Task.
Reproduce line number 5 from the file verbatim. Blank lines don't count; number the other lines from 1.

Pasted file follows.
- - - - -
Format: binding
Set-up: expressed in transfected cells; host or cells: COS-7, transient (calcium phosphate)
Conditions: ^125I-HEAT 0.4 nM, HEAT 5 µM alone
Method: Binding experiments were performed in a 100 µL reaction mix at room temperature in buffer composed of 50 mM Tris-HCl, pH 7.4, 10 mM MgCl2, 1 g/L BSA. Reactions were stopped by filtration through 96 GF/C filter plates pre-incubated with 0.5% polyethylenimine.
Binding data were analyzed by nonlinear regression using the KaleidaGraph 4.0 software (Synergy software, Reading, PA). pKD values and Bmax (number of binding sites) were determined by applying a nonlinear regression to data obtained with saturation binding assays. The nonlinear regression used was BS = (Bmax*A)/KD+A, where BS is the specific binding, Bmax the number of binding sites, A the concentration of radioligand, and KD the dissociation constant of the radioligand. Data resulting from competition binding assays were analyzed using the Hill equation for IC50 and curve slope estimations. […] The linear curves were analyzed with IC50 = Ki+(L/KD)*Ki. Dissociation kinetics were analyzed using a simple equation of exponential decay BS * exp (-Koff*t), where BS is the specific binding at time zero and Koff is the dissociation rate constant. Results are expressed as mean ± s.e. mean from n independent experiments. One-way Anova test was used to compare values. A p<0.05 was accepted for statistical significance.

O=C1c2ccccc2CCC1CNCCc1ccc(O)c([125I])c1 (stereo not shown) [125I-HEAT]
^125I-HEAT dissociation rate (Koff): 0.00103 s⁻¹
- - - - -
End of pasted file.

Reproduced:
Binding data were analyzed by nonlinear regression using the KaleidaGraph 4.0 software (Synergy software, Reading, PA). pKD values and Bmax (number of binding sites) were determined by applying a nonlinear regression to data obtained with saturation binding assays. The nonlinear regression used was BS = (Bmax*A)/KD+A, where BS is the specific binding, Bmax the number of binding sites, A the concentration of radioligand, and KD the dissociation constant of the radioligand. Data resulting from competition binding assays were analyzed using the Hill equation for IC50 and curve slope estimations. […] The linear curves were analyzed with IC50 = Ki+(L/KD)*Ki. Dissociation kinetics were analyzed using a simple equation of exponential decay BS * exp (-Koff*t), where BS is the specific binding at time zero and Koff is the dissociation rate constant. Results are expressed as mean ± s.e. mean from n independent experiments. One-way Anova test was used to compare values. A p<0.05 was accepted for statistical significance.